Our hearts are heavy today as we see the damage of the fire raging in the Notre Dame Cathedral in Paris, France. So many are commenting on the loss of a architectural and artistic masterpiece, along with the treasures of art that it housed. Surely there is a sense of loss over these things. But how devastating it must be for those who come to Notre Dame for worship and prayer. Above all this Cathedral is a house of prayer, built and sustained by the sacrifices of many believers over centuries. It was an immense love for God, a desire to bring praise and glory to his name, deep faith in Jesus Christ, and a belief in the holy Catholic Church that led to this Cathedral rising from the earth in the first place and being sustained over all these years. We think of all the Masses celebrated and sacraments dispensed over so many generations. We think of the lives touched and transformed by the power of God’s grace made present in the life of that faith community. We draw close to the faithful of the Notre Dame parish family, and the faithful of the Archdiocese of Paris, who have lost their spiritual home. It is especially sad as we prepare to celebrate the sacred mysteries of Holy Week that culminate in our Easter celebration. We hold them close to our hearts in prayer.
I have been asked at least a hundred times, “So Father what did you give up for Lent?” It is a kind of personal question so I am always hesitant to answer. But I have realized over the past few weeks, that many of those asking me that question are children, youth and young adults. I began to think to myself that the question carries with it the weight of authenticity. It really is an important and powerful question for many of them. They have heard us preaching the need to make Lent a time of sacrifice. One of the traditional Lenten disciplines is fasting – a call to detach ourselves from worldly and materials things so our hearts can focus more deeply on the deeper spiritual realities that carry far more valued for our eternal salvation. Our children and young people – and our young adults – are not shy about sharing with you what they are giving up for Lent. I have found its not about bragging but a real desire to be strengthened and supported in their battle. You can hear it in their voices and see it in their eyes. This is not easy. One of our servers in grade school has given up popcorn – something that he and his family eat every night so this is no easy thing to give up. Another server who is in high school has given up his video games – something that usually occupies a good bit of his time every day. One of our second graders preparing for his first sacraments has given up peanut butter cups which apparently are his meal of choice every day while another confirmation student is forgoing all television for six weeks. Now these are real sacrifices. The list goes on and on. It is edifying and inspiring what these young people are doing out of love for Jesus Christ and their faith. Their questions seem to strengthen their resolve to hold fast to their Lenten sacrifice. After all we are all in this together, right? It can’t be just words for us adults. What are we giving up for Lent? How much of a sacrifice are we really making out of our love for Jesus Christ and our faith? And so I have begun to answer their questions this year. I have given up wine, bread and all sweets. It has been tough going for me and the temptations are there every day. But then I think of the popcorn and the video games, the televisions and peanut butter cups – after all we are all in this together – and that makes it a little easier to hang in there.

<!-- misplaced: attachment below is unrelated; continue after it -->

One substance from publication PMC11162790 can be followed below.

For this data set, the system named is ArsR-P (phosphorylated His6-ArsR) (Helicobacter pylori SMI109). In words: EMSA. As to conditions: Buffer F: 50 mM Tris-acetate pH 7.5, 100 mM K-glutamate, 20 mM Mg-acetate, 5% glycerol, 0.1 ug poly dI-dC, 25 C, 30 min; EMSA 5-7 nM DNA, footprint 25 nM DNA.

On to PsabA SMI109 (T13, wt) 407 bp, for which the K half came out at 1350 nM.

Yesterday at the Cathedral nearly 300 people gathered with Bishop Zubik for the Rite of Election. They came with their parents, spouses, children, friends, families, pastors, RCIA team members and their sponsors. These 300 people – some unbaptized and others baptized Christians – were at the Cathedral to confirm their desire to join the Catholic Church at the Easter Vigil. And next Sunday, there will be another 300 people doing it all over again! Each of them has responded to a call from God. They have faithfully walked a journey of formation, prayer and discernment since this past August – gathering every week for class and attending Sunday Mass regularly to grow familiar with all that happens in the Church. What was so overwhelmingly evident yesterday was the tremendous joy radiating from their hearts and visible on their faces – one after another of them as they came forward to sign the Book of the Elect and to meet the bishop and to be accepted by the Church as an elect or candidate. They were beaming, filled with enthusiasm, for the faith they have been longing for, many for a long time. That kind of joy and enthusiasm touched the hearts of all who were present and made each of us reflect on the joy of the Gospel and the gift of our own Catholic faith that we all too easily take for granted. As pastor and rector of the Cathedral, I am so proud of the very large group who are part of our RCIA formation process this year – nearly 25 people. They inspire me and remind me of what a gift our faith truly is – life in Jesus Christ and his holy and living body, the Church. Let us continue to pray for all who will be baptized and received into full communion in countless parishes throughout our diocese this Easter. What a blessing they are to us and to the Church! Perhaps we can catch some of their joyful spirit in these weeks of Lent as we seek through our own Lenten disciplines and formation to grow more deeply in love with Jesus himself and to grow more deeply in love with the Church – the sacrament of our salvation.